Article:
The team commanded Perseverance to take before and after images of the sample acquisition tube and the  rock  nicknamed “Rochette.”

Additional images downlinked after the historic drilling event showed an intact sample present in the tube after coring.

Perseverance first used her 7-foot-long (2-meter-long) robotic arm to abrade the surface of the rock nicknamed “Rochette,” to allow the science team to look inside and determine whether they want to capture a sample with the rover’s coring bit.

The sample tubes are slightly thicker than a pencil. The samples are then sealed in one of the 42 remaining titanium tubes aboard the rover.

NASA’s Perseverance Mars rover will abrade the rock at the center of this image, allowing scientists and engineers to assess whether it would hold up to the rover’s more powerful sampling drill. Credits: NASA/JPL-Caltech

“For all of NASA science, this is truly a historic moment,” said Thomas Zurbuchen, associate administrator for science at NASA Headquarters in Washington, in a statement.

“Just as the Apollo Moon missions demonstrated the enduring scientific value of returning samples from other worlds for analysis here on our planet, we will be doing the same with the samples Perseverance collects as part of our Mars Sample Return program. Using the most sophisticated science instruments on Earth, we expect jaw-dropping discoveries across a broad set of science areas, including exploration into the question of whether life once existed on Mars.”

Perseverance’s Drill Hole for First Sample Collection Attempt​: This image taken by NASA’s Perseverance rover on Aug. 6, 2021, shows the hole drilled in a Martian rock in preparation for the rover’s first attempt to collect a sample. Credit: NASA/JPL-Caltech

Altogether the rover carries 43 titanium sample tubes for sample collection while its exploring Jezero Crater, where it will be gathering samples of rock and regolith (broken rock and dust) for future analysis on Earth.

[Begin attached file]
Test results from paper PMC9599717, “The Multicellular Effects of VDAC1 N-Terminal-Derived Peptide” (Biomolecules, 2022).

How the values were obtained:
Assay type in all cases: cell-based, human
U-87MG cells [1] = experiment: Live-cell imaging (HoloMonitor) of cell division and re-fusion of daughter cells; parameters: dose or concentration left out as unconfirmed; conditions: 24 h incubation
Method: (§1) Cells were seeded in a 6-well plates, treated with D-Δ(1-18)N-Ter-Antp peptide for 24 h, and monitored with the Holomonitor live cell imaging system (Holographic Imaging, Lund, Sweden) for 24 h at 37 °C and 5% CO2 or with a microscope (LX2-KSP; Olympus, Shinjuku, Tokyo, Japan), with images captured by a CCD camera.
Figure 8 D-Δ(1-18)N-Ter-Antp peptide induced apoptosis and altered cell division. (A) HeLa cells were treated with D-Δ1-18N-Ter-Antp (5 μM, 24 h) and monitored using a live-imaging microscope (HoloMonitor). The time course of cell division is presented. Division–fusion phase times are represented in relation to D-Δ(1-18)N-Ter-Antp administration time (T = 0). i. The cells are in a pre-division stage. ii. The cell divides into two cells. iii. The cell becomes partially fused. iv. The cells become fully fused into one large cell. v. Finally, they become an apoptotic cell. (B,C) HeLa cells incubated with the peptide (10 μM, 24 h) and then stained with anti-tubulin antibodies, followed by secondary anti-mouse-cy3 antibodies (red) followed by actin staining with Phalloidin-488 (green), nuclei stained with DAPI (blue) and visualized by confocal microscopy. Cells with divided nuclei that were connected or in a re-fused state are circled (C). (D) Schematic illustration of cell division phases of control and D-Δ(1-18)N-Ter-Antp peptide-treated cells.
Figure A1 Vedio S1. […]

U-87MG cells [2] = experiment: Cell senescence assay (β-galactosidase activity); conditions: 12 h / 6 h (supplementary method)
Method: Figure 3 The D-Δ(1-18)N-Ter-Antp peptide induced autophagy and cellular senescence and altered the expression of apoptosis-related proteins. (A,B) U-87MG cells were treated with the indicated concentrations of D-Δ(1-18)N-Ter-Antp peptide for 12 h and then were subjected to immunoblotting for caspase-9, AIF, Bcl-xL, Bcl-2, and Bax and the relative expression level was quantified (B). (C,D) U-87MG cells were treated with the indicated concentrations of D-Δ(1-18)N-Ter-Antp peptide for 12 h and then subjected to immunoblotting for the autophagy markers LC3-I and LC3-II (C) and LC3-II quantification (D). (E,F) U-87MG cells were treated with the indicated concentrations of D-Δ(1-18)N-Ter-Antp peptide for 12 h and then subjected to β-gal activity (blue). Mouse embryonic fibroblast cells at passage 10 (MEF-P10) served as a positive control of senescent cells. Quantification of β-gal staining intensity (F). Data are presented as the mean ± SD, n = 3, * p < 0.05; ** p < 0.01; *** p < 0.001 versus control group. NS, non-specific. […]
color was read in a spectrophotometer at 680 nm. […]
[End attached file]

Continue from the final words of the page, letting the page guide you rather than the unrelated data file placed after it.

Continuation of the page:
Hard work paid off after the team persevered after the first unsuccessful sample coring attempt at a paver rock named ‘Rubion’ and learned lessons to improve the coring chances the next time around by adjusting sample collection operating procedures at the  rock  nicknamed “Rochette.”

“While this is not the ‘hole-in-one’ we hoped for, there is always risk with breaking new ground,” said Thomas Zurbuchen, associate administrator of NASA’s Science Mission Directorate in Washington, after the first unsuccessful attempt.

“I’m confident we have the right team working this, and we will persevere toward a solution to ensure future success.”


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Ken Kremer

Watch for Ken’s continuing onsite coverage of NASA, SpaceX, ULA, Boeing, Lockheed Martin, Northrop Grumman and more space and mission reports direct from Kennedy Space Center and Cape Canaveral Air Force Station in Florida and Wallops Flight Facility in Virginia. Stay tuned here for Ken's continuing Earth and Planetary science and human spaceflight news. Dr. Kremer is a research scientist and journalist based in the KSC area, active in outreach and interviewed regularly on TV and radio about space topics. Ken’s photos are for sale and he is available for lectures and outreach events.